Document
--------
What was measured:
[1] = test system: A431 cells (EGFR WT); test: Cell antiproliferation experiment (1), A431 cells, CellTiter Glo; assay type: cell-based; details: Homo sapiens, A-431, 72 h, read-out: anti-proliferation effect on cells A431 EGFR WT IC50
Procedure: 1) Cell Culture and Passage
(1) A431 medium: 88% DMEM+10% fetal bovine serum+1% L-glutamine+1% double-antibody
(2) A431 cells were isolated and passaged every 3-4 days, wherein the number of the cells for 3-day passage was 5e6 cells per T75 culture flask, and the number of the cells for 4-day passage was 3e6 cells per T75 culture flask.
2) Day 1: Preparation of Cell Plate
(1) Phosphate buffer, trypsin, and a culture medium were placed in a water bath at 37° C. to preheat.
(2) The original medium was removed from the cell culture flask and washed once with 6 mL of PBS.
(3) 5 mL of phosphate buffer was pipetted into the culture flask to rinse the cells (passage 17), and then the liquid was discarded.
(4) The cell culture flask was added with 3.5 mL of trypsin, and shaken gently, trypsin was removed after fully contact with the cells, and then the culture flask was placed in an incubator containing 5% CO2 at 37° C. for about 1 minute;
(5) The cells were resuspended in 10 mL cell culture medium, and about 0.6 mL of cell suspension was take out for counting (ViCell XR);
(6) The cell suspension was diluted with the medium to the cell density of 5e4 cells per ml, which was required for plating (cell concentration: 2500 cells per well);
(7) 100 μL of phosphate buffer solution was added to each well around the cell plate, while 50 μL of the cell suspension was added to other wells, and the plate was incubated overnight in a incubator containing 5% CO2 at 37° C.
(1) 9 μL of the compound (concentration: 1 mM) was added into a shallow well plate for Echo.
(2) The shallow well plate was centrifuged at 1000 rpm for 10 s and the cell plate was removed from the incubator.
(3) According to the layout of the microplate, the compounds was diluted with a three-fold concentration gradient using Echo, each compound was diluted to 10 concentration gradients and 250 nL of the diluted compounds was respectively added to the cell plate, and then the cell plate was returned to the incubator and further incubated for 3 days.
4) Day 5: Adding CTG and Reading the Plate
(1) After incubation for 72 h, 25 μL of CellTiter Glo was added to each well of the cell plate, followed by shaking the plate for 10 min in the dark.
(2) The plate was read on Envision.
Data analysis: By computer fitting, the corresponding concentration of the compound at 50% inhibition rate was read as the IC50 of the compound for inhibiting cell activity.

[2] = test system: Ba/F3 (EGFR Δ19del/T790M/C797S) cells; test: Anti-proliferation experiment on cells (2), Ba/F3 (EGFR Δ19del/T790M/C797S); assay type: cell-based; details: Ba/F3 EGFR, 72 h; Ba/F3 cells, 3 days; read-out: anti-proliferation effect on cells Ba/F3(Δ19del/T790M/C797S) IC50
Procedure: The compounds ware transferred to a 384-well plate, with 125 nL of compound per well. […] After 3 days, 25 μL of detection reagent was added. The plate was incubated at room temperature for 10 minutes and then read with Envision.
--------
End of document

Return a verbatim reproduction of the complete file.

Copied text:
What was measured:
[1] = test system: A431 cells (EGFR WT); test: Cell antiproliferation experiment (1), A431 cells, CellTiter Glo; assay type: cell-based; details: Homo sapiens, A-431, 72 h, read-out: anti-proliferation effect on cells A431 EGFR WT IC50
Procedure: 1) Cell Culture and Passage
(1) A431 medium: 88% DMEM+10% fetal bovine serum+1% L-glutamine+1% double-antibody
(2) A431 cells were isolated and passaged every 3-4 days, wherein the number of the cells for 3-day passage was 5e6 cells per T75 culture flask, and the number of the cells for 4-day passage was 3e6 cells per T75 culture flask.
2) Day 1: Preparation of Cell Plate
(1) Phosphate buffer, trypsin, and a culture medium were placed in a water bath at 37° C. to preheat.
(2) The original medium was removed from the cell culture flask and washed once with 6 mL of PBS.
(3) 5 mL of phosphate buffer was pipetted into the culture flask to rinse the cells (passage 17), and then the liquid was discarded.
(4) The cell culture flask was added with 3.5 mL of trypsin, and shaken gently, trypsin was removed after fully contact with the cells, and then the culture flask was placed in an incubator containing 5% CO2 at 37° C. for about 1 minute;
(5) The cells were resuspended in 10 mL cell culture medium, and about 0.6 mL of cell suspension was take out for counting (ViCell XR);
(6) The cell suspension was diluted with the medium to the cell density of 5e4 cells per ml, which was required for plating (cell concentration: 2500 cells per well);
(7) 100 μL of phosphate buffer solution was added to each well around the cell plate, while 50 μL of the cell suspension was added to other wells, and the plate was incubated overnight in a incubator containing 5% CO2 at 37° C.
(1) 9 μL of the compound (concentration: 1 mM) was added into a shallow well plate for Echo.
(2) The shallow well plate was centrifuged at 1000 rpm for 10 s and the cell plate was removed from the incubator.
(3) According to the layout of the microplate, the compounds was diluted with a three-fold concentration gradient using Echo, each compound was diluted to 10 concentration gradients and 250 nL of the diluted compounds was respectively added to the cell plate, and then the cell plate was returned to the incubator and further incubated for 3 days.
4) Day 5: Adding CTG and Reading the Plate
(1) After incubation for 72 h, 25 μL of CellTiter Glo was added to each well of the cell plate, followed by shaking the plate for 10 min in the dark.
(2) The plate was read on Envision.
Data analysis: By computer fitting, the corresponding concentration of the compound at 50% inhibition rate was read as the IC50 of the compound for inhibiting cell activity.

[2] = test system: Ba/F3 (EGFR Δ19del/T790M/C797S) cells; test: Anti-proliferation experiment on cells (2), Ba/F3 (EGFR Δ19del/T790M/C797S); assay type: cell-based; details: Ba/F3 EGFR, 72 h; Ba/F3 cells, 3 days; read-out: anti-proliferation effect on cells Ba/F3(Δ19del/T790M/C797S) IC50
Procedure: The compounds ware transferred to a 384-well plate, with 125 nL of compound per well. […] After 3 days, 25 μL of detection reagent was added. The plate was incubated at room temperature for 10 minutes and then read with Envision.